500 Essential Cult Books: The Ultimate Guide, Gina McKinnon

Sterling, 2010, 384 pages, C$20.00 pb, ISBN 978-1-402-77485-0

If you’ve come here for a detailed, well-argued review of Gina McKinnon’s 500 Essential Cult Books: The Ultimate Guide, then prepare to be disappointed, because I’m going to use the book as an excuse to blather on The State of My Reading Habits circa 2013.

A bit of a recap may be in order: For most of my life, I’ve considered myself at the far end of the reading bell-curve.  I scoffed at those 50-books-a-year blogging challenges: At my peak, I could knock off between 250 and 300 books per year and review a hundred of them thanks to a quiet single life and a lengthy bus commute.  That gradually stopped once I got married, became a father and moved dramatically closer to my place of employment.  As a result, I’m going to close 2013 having read fewer than thirty books –most of those late at night, on a handheld device while sitting in the smallest room of the house.  Things change!

So you can imagine my mixture of delight and bitterness at receiving, as a birthday gift from my sister, 500 Essential Cult Books: The Ultimate Guide.  Oh sure: Rub some salt in those wounds, won’t you?  I’m already complaining that I read a tenth of what I read before, and now here are more reading suggestions?  Well-played, sister.  Enjoy your pre-mothering days.  We’ll talk again in a few years.

My first impulse was to throw the book into one of the dozen boxes where my “to-read” pile has come to roost following The Great Household Move of 2013.  But 500 Essential Cult Books had a few things going for it: An attractive visual design, bite-sized text snippets describing the titular 500 books, and an appeal to my inner bean-counter: How many of those essential cult books had I actually read?  (As it turns out: roughly 111, although I’d like to claim half-credit for roughly 30 more due to having either seen the movie or read abridged versions.)

So I packed the book in my work bag and resolved to read a little bit of it every day at the office while my workstation was booting up, or during those inevitable downtimes where I was stuck between a few minutes to waste and a good book at hand.  It took two months to make it from one cover to another, but I did… and that feels like a victory in itself.

The most obvious comment about 500 Essential Cult Books is that McKinnon’s definition of a cult book is quite expansive, in both the best and not-so-best sense.  If you’re particularly picky, describing The Da Vinci Code as a cult book will strike you as nonsense: How can a massively successful book, mainly read by people who hadn’t picked up a suspense novel in years, even qualify as cult?  But McKinnon’s argument is solid: the novel has inspired an unusual devotion amongst its readership, leading to countless spinoff books, tourism tours and passionate commentary –not to mention the movie adaptation.  (As an aside; a significant proportion of those 500 cult books have been adapted to the big screen –a clear indicator of a readership passionate enough to risk the vagaries of moviemaking) So it goes –if you prefer, call McKinnon’s book “500 books that inspired a lot of people” and drop the “cult” as inconvenient shorthand.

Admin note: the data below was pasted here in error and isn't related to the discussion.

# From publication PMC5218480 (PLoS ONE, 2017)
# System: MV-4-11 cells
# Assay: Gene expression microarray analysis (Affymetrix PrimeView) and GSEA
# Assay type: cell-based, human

Otherwise, there’s a lot to like about the breadth and variety of the books that McKinnon has selected.  She gets to pick works originally written in other languages than English, has no trouble mixing fiction and non-fiction, seems to enjoy graphic novels as much as I do, and subdivides the book in categories (“Incredible Worlds”, “Thrilling Tales”, “Inner Spirits”) that are more suggestive than restrictive.  Each book gets a plot summary, a critical commentary and further reading suggestions, and if it all feels a bit short, her list of 500 titles is broad enough to reach anyone and everyone.  If nothing else, it’s a far more entertaining set of “read this” recommendations than yet another attempt at canon-making: McKinnon is positively joyous in suggesting the kind of oddball and unusual titles that earn devotion rather than mere respect.  So it is that as I made my way through the book, my nods at “yeah, I read that and it deserves to be on the list” were followed by a number of “Oooh, that sounds interesting and I want to read that”. 

That last, obviously, is a harder sell now than it used to be: long gone are the days where I could just order a dozen books on Amazon and dispose of them in a few weeks, or embark on a year-long massive reading project.  I have bought fewer than half a dozen books for myself in 2013, and given the sheer amount of stuff to be done around the house alongside an active toddler, I’m not foreseeing 2014 as being any less punishing than 2013 in terms of free time left for reading.

But I am exactly where I want to be in my life, and far wiser avid readers have assured me that it’s normal and expected for everything else to pause while raising young children.  To risk an old cliché, I’ve learned quite a bit more this year caring for a little person than I’ve gotten from the books I would have read otherwise, and there’s no way I’d be tempted to trade the experience.  Those 500 books will still be there, just as intact and fascinating, once I get a bit more time; isn’t that the best thing about reading?

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